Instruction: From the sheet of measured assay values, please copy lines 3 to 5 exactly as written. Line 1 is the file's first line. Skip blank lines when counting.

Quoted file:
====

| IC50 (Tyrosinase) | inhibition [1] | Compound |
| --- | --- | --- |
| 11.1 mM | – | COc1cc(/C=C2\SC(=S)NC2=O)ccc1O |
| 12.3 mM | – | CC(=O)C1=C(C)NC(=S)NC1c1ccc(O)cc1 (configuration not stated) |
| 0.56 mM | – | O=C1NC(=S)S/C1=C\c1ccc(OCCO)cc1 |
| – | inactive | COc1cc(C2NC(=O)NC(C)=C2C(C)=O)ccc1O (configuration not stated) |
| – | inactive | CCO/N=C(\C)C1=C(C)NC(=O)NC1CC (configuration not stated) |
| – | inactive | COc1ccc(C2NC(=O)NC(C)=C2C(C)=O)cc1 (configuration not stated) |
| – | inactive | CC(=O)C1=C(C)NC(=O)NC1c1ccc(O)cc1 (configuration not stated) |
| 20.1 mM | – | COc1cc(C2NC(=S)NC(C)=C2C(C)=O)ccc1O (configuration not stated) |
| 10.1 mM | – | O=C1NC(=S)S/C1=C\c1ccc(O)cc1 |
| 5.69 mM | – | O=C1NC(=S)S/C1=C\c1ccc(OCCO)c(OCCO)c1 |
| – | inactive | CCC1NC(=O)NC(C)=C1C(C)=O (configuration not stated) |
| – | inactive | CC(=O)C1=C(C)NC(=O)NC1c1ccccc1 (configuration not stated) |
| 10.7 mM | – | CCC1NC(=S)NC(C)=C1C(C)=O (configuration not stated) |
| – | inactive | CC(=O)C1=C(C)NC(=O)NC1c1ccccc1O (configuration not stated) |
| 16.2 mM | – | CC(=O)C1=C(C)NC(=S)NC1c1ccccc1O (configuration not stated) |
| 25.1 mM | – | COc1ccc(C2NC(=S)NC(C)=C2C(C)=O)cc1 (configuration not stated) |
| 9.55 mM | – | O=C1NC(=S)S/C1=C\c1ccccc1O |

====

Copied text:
| 11.1 mM | – | COc1cc(/C=C2\SC(=S)NC2=O)ccc1O |
| 12.3 mM | – | CC(=O)C1=C(C)NC(=S)NC1c1ccc(O)cc1 (configuration not stated) |
| 0.56 mM | – | O=C1NC(=S)S/C1=C\c1ccc(OCCO)cc1 |